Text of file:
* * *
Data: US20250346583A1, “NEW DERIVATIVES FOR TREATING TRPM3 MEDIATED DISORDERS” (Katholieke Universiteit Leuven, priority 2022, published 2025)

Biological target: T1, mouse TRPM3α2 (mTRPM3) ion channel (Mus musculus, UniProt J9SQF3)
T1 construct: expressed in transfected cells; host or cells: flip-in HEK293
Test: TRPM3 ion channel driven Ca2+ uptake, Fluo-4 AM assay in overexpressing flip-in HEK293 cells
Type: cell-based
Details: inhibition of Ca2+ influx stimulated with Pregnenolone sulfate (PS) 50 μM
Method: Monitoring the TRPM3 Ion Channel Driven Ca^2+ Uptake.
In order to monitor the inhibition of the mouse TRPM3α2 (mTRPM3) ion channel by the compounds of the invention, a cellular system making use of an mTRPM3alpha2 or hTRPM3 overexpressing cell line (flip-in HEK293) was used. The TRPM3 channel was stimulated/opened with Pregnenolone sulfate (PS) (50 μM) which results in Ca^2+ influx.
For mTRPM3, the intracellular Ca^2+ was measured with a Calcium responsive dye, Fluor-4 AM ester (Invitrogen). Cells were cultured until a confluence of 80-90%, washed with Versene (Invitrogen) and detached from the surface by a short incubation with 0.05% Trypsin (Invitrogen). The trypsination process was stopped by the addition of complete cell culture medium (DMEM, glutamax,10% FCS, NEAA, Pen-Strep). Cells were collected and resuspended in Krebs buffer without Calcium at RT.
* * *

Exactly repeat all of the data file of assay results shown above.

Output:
Data: US20250346583A1, “NEW DERIVATIVES FOR TREATING TRPM3 MEDIATED DISORDERS” (Katholieke Universiteit Leuven, priority 2022, published 2025)

Biological target: T1, mouse TRPM3α2 (mTRPM3) ion channel (Mus musculus, UniProt J9SQF3)
T1 construct: expressed in transfected cells; host or cells: flip-in HEK293
Test: TRPM3 ion channel driven Ca2+ uptake, Fluo-4 AM assay in overexpressing flip-in HEK293 cells
Type: cell-based
Details: inhibition of Ca2+ influx stimulated with Pregnenolone sulfate (PS) 50 μM
Method: Monitoring the TRPM3 Ion Channel Driven Ca^2+ Uptake.
In order to monitor the inhibition of the mouse TRPM3α2 (mTRPM3) ion channel by the compounds of the invention, a cellular system making use of an mTRPM3alpha2 or hTRPM3 overexpressing cell line (flip-in HEK293) was used. The TRPM3 channel was stimulated/opened with Pregnenolone sulfate (PS) (50 μM) which results in Ca^2+ influx.
For mTRPM3, the intracellular Ca^2+ was measured with a Calcium responsive dye, Fluor-4 AM ester (Invitrogen). Cells were cultured until a confluence of 80-90%, washed with Versene (Invitrogen) and detached from the surface by a short incubation with 0.05% Trypsin (Invitrogen). The trypsination process was stopped by the addition of complete cell culture medium (DMEM, glutamax,10% FCS, NEAA, Pen-Strep). Cells were collected and resuspended in Krebs buffer without Calcium at RT.